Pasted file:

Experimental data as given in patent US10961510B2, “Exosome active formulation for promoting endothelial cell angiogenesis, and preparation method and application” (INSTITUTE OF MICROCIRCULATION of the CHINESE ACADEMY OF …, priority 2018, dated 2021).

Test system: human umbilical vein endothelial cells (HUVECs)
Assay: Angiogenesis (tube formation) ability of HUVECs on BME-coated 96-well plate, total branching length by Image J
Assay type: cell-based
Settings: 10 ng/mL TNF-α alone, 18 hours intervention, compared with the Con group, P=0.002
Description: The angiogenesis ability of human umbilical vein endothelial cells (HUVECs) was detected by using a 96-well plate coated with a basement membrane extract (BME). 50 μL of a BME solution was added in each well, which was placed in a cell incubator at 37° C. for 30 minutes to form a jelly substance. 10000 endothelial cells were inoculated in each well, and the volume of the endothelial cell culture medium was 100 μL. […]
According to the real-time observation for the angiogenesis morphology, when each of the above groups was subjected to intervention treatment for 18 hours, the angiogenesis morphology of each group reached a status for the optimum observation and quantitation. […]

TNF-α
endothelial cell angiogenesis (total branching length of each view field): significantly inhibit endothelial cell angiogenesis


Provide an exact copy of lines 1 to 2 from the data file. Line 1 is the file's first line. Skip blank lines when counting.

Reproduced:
Experimental data as given in patent US10961510B2, “Exosome active formulation for promoting endothelial cell angiogenesis, and preparation method and application” (INSTITUTE OF MICROCIRCULATION of the CHINESE ACADEMY OF …, priority 2018, dated 2021).

Test system: human umbilical vein endothelial cells (HUVECs)